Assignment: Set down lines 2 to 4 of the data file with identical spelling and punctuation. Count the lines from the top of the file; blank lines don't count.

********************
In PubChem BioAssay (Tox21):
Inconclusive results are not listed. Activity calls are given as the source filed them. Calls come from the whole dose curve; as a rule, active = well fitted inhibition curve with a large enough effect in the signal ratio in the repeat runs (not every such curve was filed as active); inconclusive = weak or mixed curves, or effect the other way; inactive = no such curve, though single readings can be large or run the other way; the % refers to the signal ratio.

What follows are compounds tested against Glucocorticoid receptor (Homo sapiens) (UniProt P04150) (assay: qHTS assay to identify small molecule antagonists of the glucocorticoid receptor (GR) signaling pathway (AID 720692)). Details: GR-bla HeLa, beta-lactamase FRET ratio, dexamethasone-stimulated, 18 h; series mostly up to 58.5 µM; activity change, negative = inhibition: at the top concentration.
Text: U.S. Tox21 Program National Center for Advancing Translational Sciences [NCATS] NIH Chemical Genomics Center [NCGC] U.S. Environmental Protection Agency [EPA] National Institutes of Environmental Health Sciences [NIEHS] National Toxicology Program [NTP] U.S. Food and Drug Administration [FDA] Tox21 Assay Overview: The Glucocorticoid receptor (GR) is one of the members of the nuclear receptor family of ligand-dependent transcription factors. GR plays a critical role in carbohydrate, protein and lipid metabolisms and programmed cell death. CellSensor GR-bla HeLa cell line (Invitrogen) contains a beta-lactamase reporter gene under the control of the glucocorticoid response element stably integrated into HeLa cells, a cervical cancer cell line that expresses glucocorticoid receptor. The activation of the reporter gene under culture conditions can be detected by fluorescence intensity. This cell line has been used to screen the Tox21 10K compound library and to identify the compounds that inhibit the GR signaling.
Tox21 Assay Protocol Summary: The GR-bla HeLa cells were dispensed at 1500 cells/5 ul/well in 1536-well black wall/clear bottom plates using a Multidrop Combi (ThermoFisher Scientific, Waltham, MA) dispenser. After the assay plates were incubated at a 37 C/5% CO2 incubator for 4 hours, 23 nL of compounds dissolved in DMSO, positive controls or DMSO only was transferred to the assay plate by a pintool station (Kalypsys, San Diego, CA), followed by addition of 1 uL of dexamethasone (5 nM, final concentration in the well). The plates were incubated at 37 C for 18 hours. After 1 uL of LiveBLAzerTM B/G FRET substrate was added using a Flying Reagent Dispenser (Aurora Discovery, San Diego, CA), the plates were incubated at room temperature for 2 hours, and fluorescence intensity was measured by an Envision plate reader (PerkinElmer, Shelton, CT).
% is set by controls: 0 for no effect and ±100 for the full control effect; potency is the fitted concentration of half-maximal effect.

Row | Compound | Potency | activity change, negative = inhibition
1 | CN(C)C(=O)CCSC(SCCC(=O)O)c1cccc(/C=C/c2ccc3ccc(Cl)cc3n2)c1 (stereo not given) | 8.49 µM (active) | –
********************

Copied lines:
Inconclusive results are not listed. Activity calls are given as the source filed them. Calls come from the whole dose curve; as a rule, active = well fitted inhibition curve with a large enough effect in the signal ratio in the repeat runs (not every such curve was filed as active); inconclusive = weak or mixed curves, or effect the other way; inactive = no such curve, though single readings can be large or run the other way; the % refers to the signal ratio.

What follows are compounds tested against Glucocorticoid receptor (Homo sapiens) (UniProt P04150) (assay: qHTS assay to identify small molecule antagonists of the glucocorticoid receptor (GR) signaling pathway (AID 720692)). Details: GR-bla HeLa, beta-lactamase FRET ratio, dexamethasone-stimulated, 18 h; series mostly up to 58.5 µM; activity change, negative = inhibition: at the top concentration.
Text: U.S. Tox21 Program National Center for Advancing Translational Sciences [NCATS] NIH Chemical Genomics Center [NCGC] U.S. Environmental Protection Agency [EPA] National Institutes of Environmental Health Sciences [NIEHS] National Toxicology Program [NTP] U.S. Food and Drug Administration [FDA] Tox21 Assay Overview: The Glucocorticoid receptor (GR) is one of the members of the nuclear receptor family of ligand-dependent transcription factors. GR plays a critical role in carbohydrate, protein and lipid metabolisms and programmed cell death. CellSensor GR-bla HeLa cell line (Invitrogen) contains a beta-lactamase reporter gene under the control of the glucocorticoid response element stably integrated into HeLa cells, a cervical cancer cell line that expresses glucocorticoid receptor. The activation of the reporter gene under culture conditions can be detected by fluorescence intensity. This cell line has been used to screen the Tox21 10K compound library and to identify the compounds that inhibit the GR signaling.